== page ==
Sunday, August 23, 2009

As the world churns...

When last we visited, the KrippledWarrior was moving from the dream world into reality. Rather than drag this out as a daily soap opera. I will cut to the chase and provide details as necessary.
Doctor "S" had promised me I would ride a motorcycle again. This was an anchor point I used to hang on to sanity! When I became fully aware of my condition and my surroundings, this was my personal assessment.
1. I was paralyzed.
2. My arms were so swollen it was no wonder I could not lift them.
3. Everything hurt. Everywhere.
4. My feet were covered in bandages and I could not feel them. (I didnot fully understand why).
5. My Leukemia was "Cured."
6. The Doctors and my wife were concerned about my feet.
My wife and two wonderful physical therapists that assisted with me were surprised to hear that the neurologist (I could not recall a name to save me. I could pick her out in a line up. But one was never organized) had told me I was a quadriplegic. And in spite of that assessment they persisted and helped me to retrain my hands and arms. they would help me move my arms and hands and wiggle my fingers. It was physically and mentally exhausting. It was the hardest I had ever worked. But, with their insistence and assistance, I was able to wave hello and give a thumbs-up with my left hand. God bless those angels, all three of them.
Then one day while I was unusually alert and focused, a nurse came in to change the bandages on my feet. I have always had extremely muscular legs. Not Tom Platz or Arnold Schwarzenegger legs, but very muscular indeed. I could stand flat-footed under a basketball goal and jump straight up and grab the rim with both hands. Without benefit of a running start.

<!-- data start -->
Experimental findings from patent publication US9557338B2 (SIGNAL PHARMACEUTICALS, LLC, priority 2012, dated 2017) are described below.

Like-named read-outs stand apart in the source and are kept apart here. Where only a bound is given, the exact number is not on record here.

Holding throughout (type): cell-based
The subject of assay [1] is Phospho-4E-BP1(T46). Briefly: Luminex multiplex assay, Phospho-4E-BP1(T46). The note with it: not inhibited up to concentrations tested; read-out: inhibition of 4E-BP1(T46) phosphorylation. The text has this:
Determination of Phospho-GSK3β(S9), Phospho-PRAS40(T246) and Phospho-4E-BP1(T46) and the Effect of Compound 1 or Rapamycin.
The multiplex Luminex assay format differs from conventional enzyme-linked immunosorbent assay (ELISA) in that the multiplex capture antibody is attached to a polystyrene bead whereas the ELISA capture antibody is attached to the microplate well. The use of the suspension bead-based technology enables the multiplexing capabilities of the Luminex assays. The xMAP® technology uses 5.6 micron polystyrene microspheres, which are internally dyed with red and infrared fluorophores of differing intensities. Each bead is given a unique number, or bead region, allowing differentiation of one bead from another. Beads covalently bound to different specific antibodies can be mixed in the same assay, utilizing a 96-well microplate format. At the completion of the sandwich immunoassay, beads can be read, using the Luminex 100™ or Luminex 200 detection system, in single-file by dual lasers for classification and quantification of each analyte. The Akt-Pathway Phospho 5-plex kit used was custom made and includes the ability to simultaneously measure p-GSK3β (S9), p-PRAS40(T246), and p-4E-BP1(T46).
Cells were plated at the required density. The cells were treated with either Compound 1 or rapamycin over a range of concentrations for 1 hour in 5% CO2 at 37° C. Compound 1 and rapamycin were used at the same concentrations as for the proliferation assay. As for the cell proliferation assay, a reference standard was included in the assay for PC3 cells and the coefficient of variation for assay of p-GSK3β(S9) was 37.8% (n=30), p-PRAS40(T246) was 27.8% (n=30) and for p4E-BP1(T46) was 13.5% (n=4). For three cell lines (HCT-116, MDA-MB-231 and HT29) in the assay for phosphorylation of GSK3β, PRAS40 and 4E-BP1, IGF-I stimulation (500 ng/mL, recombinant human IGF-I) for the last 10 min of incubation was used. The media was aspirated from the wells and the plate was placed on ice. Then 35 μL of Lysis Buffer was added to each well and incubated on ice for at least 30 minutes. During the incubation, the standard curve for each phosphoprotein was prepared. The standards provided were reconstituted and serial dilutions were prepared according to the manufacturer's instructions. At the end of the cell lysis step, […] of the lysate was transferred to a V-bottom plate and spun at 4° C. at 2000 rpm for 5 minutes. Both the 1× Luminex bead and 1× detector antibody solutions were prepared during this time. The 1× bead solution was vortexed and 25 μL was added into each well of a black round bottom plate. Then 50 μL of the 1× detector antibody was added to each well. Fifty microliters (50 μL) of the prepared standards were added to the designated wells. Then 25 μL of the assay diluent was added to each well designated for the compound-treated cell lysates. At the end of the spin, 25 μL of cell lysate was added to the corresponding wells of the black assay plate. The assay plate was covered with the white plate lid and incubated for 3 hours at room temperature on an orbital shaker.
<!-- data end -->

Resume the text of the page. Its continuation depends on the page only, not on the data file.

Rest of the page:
My feet were not exceptional other then they perfectly fit my frame, and had done everything I had ever asked them to do. But after the bandages came off, my heart sank and I instantly became aware of why the doctors and my family were concerned. And I also understood why I was being attended to by an orthopedic surgeon. My feet were something right out of a horror movie. They were purpleish black, shriveled and and alien. My mind reeled as I tried to comprehend the situation. The medical term for the condition was dry gangrene. Technically it meant my feet were dead. Mummified. It was evident that they would have to go. Everybody was very careful around them because there was a very serious possibility of breaking one off and letting loose a new round of infections that were sure to be disasterous. When Doctor "S" had told me his good news, He was referring to after my amputations. Something I would have to wait for. And to get physically better to be able to survive through it.